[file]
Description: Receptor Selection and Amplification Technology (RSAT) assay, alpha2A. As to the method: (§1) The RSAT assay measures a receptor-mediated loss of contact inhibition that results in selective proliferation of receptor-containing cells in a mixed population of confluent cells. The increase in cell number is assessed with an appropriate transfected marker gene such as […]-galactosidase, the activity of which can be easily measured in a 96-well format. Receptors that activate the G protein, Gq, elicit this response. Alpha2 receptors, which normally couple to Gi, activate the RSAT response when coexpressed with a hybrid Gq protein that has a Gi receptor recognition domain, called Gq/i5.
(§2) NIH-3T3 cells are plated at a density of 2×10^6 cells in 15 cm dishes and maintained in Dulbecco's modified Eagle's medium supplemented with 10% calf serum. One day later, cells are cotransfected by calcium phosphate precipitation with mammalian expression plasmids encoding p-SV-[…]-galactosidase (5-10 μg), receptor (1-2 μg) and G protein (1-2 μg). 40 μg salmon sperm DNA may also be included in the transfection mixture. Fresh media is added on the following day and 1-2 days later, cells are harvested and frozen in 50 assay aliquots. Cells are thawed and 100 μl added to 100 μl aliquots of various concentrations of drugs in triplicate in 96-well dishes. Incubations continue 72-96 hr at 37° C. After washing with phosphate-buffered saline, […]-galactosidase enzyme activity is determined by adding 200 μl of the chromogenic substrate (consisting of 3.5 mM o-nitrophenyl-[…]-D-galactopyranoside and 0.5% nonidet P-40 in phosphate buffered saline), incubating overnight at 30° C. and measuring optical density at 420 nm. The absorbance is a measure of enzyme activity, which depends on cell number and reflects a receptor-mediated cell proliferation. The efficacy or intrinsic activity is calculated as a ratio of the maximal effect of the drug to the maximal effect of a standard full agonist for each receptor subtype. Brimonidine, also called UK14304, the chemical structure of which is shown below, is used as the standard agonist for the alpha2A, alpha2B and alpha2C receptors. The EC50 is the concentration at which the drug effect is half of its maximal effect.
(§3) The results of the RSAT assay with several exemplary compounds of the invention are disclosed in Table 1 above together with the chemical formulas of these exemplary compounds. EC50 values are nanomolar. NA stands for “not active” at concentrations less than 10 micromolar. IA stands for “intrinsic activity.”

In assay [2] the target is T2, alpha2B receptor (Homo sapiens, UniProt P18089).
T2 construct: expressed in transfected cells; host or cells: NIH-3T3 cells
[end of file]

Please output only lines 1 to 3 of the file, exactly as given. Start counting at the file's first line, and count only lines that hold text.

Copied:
Description: Receptor Selection and Amplification Technology (RSAT) assay, alpha2A. As to the method: (§1) The RSAT assay measures a receptor-mediated loss of contact inhibition that results in selective proliferation of receptor-containing cells in a mixed population of confluent cells. The increase in cell number is assessed with an appropriate transfected marker gene such as […]-galactosidase, the activity of which can be easily measured in a 96-well format. Receptors that activate the G protein, Gq, elicit this response. Alpha2 receptors, which normally couple to Gi, activate the RSAT response when coexpressed with a hybrid Gq protein that has a Gi receptor recognition domain, called Gq/i5.
(§2) NIH-3T3 cells are plated at a density of 2×10^6 cells in 15 cm dishes and maintained in Dulbecco's modified Eagle's medium supplemented with 10% calf serum. One day later, cells are cotransfected by calcium phosphate precipitation with mammalian expression plasmids encoding p-SV-[…]-galactosidase (5-10 μg), receptor (1-2 μg) and G protein (1-2 μg). 40 μg salmon sperm DNA may also be included in the transfection mixture. Fresh media is added on the following day and 1-2 days later, cells are harvested and frozen in 50 assay aliquots. Cells are thawed and 100 μl added to 100 μl aliquots of various concentrations of drugs in triplicate in 96-well dishes. Incubations continue 72-96 hr at 37° C. After washing with phosphate-buffered saline, […]-galactosidase enzyme activity is determined by adding 200 μl of the chromogenic substrate (consisting of 3.5 mM o-nitrophenyl-[…]-D-galactopyranoside and 0.5% nonidet P-40 in phosphate buffered saline), incubating overnight at 30° C. and measuring optical density at 420 nm. The absorbance is a measure of enzyme activity, which depends on cell number and reflects a receptor-mediated cell proliferation. The efficacy or intrinsic activity is calculated as a ratio of the maximal effect of the drug to the maximal effect of a standard full agonist for each receptor subtype. Brimonidine, also called UK14304, the chemical structure of which is shown below, is used as the standard agonist for the alpha2A, alpha2B and alpha2C receptors. The EC50 is the concentration at which the drug effect is half of its maximal effect.
(§3) The results of the RSAT assay with several exemplary compounds of the invention are disclosed in Table 1 above together with the chemical formulas of these exemplary compounds. EC50 values are nanomolar. NA stands for “not active” at concentrations less than 10 micromolar. IA stands for “intrinsic activity.”